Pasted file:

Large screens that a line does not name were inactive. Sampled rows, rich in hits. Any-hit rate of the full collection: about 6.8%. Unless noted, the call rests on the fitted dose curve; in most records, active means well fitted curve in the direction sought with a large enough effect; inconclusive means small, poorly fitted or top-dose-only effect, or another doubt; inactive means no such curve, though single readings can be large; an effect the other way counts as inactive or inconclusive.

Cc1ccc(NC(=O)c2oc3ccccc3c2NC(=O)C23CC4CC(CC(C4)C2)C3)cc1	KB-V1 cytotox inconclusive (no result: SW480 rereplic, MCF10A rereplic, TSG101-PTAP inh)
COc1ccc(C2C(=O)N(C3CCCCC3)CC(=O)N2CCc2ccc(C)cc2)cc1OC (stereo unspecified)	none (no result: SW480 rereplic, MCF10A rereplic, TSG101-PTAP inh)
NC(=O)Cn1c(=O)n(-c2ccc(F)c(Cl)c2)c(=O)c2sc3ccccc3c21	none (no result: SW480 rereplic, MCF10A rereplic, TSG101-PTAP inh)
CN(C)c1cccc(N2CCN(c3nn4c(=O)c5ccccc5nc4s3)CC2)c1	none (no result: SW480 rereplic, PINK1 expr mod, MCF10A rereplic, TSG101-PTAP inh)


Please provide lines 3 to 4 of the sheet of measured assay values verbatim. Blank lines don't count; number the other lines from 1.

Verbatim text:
COc1ccc(C2C(=O)N(C3CCCCC3)CC(=O)N2CCc2ccc(C)cc2)cc1OC (stereo unspecified)	none (no result: SW480 rereplic, MCF10A rereplic, TSG101-PTAP inh)
NC(=O)Cn1c(=O)n(-c2ccc(F)c(Cl)c2)c(=O)c2sc3ccccc3c21	none (no result: SW480 rereplic, MCF10A rereplic, TSG101-PTAP inh)